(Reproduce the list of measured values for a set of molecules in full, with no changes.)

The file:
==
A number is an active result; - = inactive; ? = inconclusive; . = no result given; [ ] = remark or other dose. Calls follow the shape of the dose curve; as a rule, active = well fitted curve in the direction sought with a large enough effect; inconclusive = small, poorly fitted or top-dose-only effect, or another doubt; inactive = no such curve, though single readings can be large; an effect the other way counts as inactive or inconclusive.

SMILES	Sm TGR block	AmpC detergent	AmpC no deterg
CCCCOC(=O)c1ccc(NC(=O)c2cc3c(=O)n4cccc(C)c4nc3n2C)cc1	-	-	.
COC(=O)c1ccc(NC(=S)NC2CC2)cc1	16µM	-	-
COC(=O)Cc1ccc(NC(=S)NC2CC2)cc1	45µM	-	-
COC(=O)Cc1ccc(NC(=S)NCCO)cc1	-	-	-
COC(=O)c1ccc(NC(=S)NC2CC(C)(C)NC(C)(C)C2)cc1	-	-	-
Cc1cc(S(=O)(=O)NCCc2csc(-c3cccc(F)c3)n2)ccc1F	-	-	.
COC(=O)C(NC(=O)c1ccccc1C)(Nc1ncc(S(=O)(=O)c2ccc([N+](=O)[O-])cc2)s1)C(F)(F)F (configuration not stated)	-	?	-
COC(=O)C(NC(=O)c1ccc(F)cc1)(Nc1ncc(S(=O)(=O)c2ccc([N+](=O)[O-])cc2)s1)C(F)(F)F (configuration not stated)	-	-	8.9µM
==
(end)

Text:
A number is an active result; - = inactive; ? = inconclusive; . = no result given; [ ] = remark or other dose. Calls follow the shape of the dose curve; as a rule, active = well fitted curve in the direction sought with a large enough effect; inconclusive = small, poorly fitted or top-dose-only effect, or another doubt; inactive = no such curve, though single readings can be large; an effect the other way counts as inactive or inconclusive.

SMILES	Sm TGR block	AmpC detergent	AmpC no deterg
CCCCOC(=O)c1ccc(NC(=O)c2cc3c(=O)n4cccc(C)c4nc3n2C)cc1	-	-	.
COC(=O)c1ccc(NC(=S)NC2CC2)cc1	16µM	-	-
COC(=O)Cc1ccc(NC(=S)NC2CC2)cc1	45µM	-	-
COC(=O)Cc1ccc(NC(=S)NCCO)cc1	-	-	-
COC(=O)c1ccc(NC(=S)NC2CC(C)(C)NC(C)(C)C2)cc1	-	-	-
Cc1cc(S(=O)(=O)NCCc2csc(-c3cccc(F)c3)n2)ccc1F	-	-	.
COC(=O)C(NC(=O)c1ccccc1C)(Nc1ncc(S(=O)(=O)c2ccc([N+](=O)[O-])cc2)s1)C(F)(F)F (configuration not stated)	-	?	-
COC(=O)C(NC(=O)c1ccc(F)cc1)(Nc1ncc(S(=O)(=O)c2ccc([N+](=O)[O-])cc2)s1)C(F)(F)F (configuration not stated)	-	-	8.9µM